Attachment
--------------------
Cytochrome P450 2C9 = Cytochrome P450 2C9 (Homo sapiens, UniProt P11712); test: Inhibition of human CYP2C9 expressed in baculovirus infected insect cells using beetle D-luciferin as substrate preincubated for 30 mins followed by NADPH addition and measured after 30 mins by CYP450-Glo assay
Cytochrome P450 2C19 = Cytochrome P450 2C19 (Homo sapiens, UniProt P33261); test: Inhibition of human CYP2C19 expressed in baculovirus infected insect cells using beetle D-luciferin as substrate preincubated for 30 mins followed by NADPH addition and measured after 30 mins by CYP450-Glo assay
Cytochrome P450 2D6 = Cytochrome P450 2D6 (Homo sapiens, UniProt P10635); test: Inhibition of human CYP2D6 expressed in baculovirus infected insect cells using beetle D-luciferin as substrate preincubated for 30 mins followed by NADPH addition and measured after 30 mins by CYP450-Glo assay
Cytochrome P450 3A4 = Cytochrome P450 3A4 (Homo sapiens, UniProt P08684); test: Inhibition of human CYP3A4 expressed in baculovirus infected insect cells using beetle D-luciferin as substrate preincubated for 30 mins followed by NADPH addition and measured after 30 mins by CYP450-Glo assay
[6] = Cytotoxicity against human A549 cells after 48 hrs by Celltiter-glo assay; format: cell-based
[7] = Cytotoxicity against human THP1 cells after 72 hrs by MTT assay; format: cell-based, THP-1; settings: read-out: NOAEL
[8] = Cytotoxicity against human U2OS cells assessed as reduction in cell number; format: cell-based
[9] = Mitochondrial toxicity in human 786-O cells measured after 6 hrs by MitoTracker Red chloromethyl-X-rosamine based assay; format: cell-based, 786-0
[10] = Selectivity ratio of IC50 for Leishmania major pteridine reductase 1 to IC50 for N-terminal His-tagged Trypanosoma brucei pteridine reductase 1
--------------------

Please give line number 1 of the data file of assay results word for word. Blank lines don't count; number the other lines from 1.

Cytochrome P450 2C9 = Cytochrome P450 2C9 (Homo sapiens, UniProt P11712); test: Inhibition of human CYP2C9 expressed in baculovirus infected insect cells using beetle D-luciferin as substrate preincubated for 30 mins followed by NADPH addition and measured after 30 mins by CYP450-Glo assay